The Auckland Festival of Photography kicked off last week in Tāmaki Makaurau Auckland. This city-wide contemporary art and cultural event takes place within Auckland’s major galleries, project spaces, non-gallery venues and public sites. The programme includes a mix of emerging and established artists and comprises existing works and the creation of new work. The annual Festival is produced by the Auckland Festival of Photography Trust.
Full details about what’s on offer can be found at: www.photographyfestival.org.nz
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Meet You at Mercs. Photo / Raymond Sagapolutele
Design Assembly’s five picks for this year’s festival are:
This is the third year in a row that this diverse group of photographers have exhibited and building on the strengths of the previous years they have focused their work to fine tune the ideas explored over the last two shows. Exhibiting once again at Allpress Studio the show will be another chance to take in the themes explored by each of the nine photographers over the last twelve months, work that has been shot in Aotearoa and overseas. Covering landscapes, portraiture, documentary and themes of identity and belonging the exhibition offers the viewer a chance to see life through the lens of 9 photographers representing all the corners of Auckland.
Every year Aotearoa, New Zealand receives intakes of humanitarian migrants under the United Nations resettlement quota, asylum seekers and family reunification programmes. A lot of misinformation and fear surrounds this process, and little is known about the people who are coming to restart their lives in this country. This project is about exposing New Zealanders to the wealth and diversity of these cultures. The project celebrates their strength, resilience, taonga tuku iho and mana, as they become part of a new and more diverse New Zealand identity.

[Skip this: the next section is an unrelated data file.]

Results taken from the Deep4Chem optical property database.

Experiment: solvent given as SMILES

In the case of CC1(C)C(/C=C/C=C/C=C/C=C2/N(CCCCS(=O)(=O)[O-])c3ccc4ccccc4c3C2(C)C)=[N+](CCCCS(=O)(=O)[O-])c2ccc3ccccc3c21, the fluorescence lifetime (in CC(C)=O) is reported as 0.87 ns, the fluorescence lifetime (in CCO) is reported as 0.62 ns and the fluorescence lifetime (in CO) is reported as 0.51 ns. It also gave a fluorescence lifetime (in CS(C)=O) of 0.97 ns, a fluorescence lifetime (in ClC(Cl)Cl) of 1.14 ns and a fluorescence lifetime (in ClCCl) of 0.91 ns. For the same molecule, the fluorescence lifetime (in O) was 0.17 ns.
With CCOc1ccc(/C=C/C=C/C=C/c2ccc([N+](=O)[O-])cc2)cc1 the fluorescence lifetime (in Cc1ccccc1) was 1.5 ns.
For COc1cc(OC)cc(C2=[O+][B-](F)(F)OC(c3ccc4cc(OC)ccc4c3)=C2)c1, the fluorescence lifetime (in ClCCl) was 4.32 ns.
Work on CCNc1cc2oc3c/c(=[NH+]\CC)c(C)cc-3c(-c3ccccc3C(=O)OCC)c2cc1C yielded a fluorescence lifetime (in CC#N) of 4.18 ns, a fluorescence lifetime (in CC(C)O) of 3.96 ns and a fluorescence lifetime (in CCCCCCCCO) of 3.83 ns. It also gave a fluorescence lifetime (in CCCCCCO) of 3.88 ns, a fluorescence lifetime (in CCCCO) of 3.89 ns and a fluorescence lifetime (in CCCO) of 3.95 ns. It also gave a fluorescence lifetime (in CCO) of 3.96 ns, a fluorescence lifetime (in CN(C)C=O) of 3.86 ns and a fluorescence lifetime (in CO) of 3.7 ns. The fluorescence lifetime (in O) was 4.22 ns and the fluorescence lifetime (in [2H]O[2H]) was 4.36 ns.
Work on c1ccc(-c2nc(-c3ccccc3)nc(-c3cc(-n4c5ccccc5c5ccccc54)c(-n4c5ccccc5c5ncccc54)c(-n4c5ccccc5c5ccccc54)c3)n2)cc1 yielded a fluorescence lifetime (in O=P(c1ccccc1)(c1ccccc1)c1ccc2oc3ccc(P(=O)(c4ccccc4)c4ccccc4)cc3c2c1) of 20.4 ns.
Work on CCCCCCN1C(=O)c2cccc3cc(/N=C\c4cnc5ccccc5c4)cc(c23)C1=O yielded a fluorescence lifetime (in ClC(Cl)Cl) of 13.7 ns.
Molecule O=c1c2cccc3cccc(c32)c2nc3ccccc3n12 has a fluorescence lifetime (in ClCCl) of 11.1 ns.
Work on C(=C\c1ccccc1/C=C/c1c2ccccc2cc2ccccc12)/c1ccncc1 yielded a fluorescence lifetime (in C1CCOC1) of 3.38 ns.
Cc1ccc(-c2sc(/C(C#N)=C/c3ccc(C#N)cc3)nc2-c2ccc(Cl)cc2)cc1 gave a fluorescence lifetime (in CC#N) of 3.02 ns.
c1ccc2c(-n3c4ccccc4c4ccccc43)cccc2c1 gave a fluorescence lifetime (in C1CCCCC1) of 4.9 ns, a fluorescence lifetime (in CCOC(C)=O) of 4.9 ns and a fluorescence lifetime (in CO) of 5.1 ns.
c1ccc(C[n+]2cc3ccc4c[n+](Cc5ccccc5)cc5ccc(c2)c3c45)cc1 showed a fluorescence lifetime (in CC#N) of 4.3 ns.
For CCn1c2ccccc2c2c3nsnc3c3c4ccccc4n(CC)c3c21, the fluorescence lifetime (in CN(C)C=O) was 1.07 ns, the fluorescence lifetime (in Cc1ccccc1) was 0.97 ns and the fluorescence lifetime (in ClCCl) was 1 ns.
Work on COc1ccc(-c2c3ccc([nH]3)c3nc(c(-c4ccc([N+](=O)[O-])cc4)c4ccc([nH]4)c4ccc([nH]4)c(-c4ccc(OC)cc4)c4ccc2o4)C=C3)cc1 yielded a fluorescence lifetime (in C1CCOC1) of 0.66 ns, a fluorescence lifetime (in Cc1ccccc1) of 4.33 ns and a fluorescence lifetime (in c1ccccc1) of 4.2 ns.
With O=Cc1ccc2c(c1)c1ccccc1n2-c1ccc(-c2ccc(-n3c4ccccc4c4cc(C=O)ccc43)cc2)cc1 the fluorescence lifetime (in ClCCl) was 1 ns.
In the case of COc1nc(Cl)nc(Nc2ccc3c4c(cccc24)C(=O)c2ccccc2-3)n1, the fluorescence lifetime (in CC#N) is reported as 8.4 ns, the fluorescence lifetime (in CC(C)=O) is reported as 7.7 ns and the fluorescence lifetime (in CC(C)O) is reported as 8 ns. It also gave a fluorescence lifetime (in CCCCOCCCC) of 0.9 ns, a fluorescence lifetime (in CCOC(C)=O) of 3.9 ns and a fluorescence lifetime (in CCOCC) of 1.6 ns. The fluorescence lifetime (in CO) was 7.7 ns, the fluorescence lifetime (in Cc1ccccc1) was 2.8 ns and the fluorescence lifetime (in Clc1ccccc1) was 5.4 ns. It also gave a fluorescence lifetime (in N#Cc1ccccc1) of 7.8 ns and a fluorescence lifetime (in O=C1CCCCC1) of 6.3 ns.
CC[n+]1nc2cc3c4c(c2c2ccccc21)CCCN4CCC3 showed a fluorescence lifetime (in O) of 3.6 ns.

Since 2009, KLPA has been recognising and rewarding top international photographers through it’s open calls, focussing on the best in contemporary portrait photography. KLPA in its 10th year, has been selected as one of the top recommended contests by World Photography Organisation.
This project draws from decades of material working as an interdisciplinary Artist, community documenter and independent Archivist. My practice works to visibilise communities and people that are often mis-represented in mainstream society. This is done through generating a living Archive of recorded interviews, photographs and sound recordings, which are then presented within a performative installation framework. The scope of the Archive ranges from the political to personal pertaining to Pacific, Maori, and LGBTQI communities.
In the distance, like a giant serpent, the separation wall surrounds the valley and hills of the pale, dry land. Before you get close, jumbles of boulders and rocks alert you to stop at a checkpoint manned by young Israeli soldiers. I walked through the checkpoints and the separation wall which was first built on the 1967 border and constantly extended to divide not only faith but dignity and humanity. The physical, social, political, psychological and military barriers to trade and commerce severely limit economic growth and quality of daily life under the apartheid-like system of Israel’s continuing occupation of the Palestinian Territories.
For the full programme visit www.photographyfestival.org.nz